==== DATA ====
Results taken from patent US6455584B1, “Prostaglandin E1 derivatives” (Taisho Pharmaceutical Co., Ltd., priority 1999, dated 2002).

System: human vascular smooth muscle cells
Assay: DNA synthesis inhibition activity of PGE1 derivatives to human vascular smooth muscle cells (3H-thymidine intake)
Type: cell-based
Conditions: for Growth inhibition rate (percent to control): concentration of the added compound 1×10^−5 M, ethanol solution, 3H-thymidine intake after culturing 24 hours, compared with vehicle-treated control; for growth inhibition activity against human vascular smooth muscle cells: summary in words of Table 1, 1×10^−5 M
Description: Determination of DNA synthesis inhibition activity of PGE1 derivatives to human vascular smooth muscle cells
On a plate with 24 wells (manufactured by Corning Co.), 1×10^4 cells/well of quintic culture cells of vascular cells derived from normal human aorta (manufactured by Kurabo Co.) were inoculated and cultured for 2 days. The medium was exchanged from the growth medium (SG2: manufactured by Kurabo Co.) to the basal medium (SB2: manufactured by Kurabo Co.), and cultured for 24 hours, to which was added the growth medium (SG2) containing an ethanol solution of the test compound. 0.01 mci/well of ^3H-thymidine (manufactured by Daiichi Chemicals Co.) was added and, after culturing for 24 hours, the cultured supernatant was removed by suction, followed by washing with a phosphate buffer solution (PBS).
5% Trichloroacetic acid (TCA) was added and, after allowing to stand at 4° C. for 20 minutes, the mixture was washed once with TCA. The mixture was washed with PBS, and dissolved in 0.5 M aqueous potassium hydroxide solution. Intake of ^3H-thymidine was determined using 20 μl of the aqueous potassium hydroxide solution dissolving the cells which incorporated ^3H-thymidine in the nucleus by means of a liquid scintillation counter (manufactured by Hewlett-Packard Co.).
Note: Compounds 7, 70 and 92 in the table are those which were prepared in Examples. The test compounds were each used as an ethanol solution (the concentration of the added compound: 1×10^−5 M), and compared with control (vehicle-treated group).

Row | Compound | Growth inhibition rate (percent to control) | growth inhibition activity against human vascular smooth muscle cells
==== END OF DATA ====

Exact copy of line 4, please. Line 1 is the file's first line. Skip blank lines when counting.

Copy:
Type: cell-based